Passwords are typically stolen during what’s called a phishing attack.
Phishing emails are malicious emails sent by criminals attempting to compromise your personal information. They often appear to be legitimate, so beware!
Most phishing emails are disguised as messages from an authoritative entity asking you to visit a website and enter personal information. These websites are set up to gather personal details, which they can then use to hack into your accounts and commit fraud. Some links and attachments in these emails contain malicious software, known as malware, which will install itself on your computer. Malware then collects data such as usernames and passwords.
Another way passwords are stolen is simply due to the face that some people use weak passwords. If it’s easy to guess your password, then you have put yourself at greater risk of suddenly becoming a victim.
So, how do you stop someone from stealing your password?
First you will need to be aware of what real websites look like so that you know what false ones look like. If you know what to look for, and are suspicious by default each time you enter your password online, it will go a long way in preventing successful phishing attempts.
Each time you get an email about resetting your password, read the email address it’s coming from to make sure the domain name is real. It usually says “email@example.com”. For example, “ITsupport@YouBank.com” would indicate that you’re getting the email from YourBank.com.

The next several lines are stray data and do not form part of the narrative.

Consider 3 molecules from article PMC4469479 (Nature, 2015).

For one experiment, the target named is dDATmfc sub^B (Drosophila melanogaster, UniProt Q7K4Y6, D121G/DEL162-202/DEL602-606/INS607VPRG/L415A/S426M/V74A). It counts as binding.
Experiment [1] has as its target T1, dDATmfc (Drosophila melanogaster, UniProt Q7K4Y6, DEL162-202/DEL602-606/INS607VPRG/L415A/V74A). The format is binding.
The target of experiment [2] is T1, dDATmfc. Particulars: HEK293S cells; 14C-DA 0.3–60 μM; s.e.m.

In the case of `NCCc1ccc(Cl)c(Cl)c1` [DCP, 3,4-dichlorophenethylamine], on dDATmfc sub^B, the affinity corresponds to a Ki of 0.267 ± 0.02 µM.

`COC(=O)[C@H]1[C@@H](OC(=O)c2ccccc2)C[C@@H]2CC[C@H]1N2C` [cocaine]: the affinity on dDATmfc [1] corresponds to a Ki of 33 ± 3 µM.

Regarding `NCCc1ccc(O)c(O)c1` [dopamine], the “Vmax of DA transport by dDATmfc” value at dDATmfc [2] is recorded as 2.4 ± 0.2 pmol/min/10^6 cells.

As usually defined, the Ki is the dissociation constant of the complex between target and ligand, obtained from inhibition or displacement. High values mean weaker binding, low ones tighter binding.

However, hackers can spoof email addresses too. Therefore, when you open a link in an email, check that the web browser resolves the link properly.
If you open a link that appears as “YourBank.com” and the link changes to “SomethingOtherThanThat.com, then you need to exit the page immediately.
If you’re ever suspicious, just type the website URL directly into the navigation bar. Open your browser and type “YourBank.com” if that’s where you want to go. This way you can ensure that you are on the legitimate website, and not a fake one.
Another safeguard is to set up two-factor authentication (if the website supports it) so that each time you log in, you not only need your password but also a code. The code is often sent to the user’s phone or email, so the hacker would need not only your password, but also access to your email account or phone.
If you think someone might steal your password using the password reset trick mentioned above, either choose more complex questions or simply avoid answering them truthfully to make it nearly impossible for a hacker to guess. Simple passwords need to be avoided, it’s that simple. If you need help remembering your complex passwords, you can store your passwords in a free password manager.
It is always advisable to store sensitive information like your credit card or bank details, within online accounts that are hosted by companies you trust. For example, if an odd website that you’ve never purchased from before is asking for your bank details, you might think twice about it or use something secure like PayPal or a temporary or reloadable card, to fulfill the payment.
When in doubt, don’t click. Legitimate organizations will not ask you to disclose personal data via email.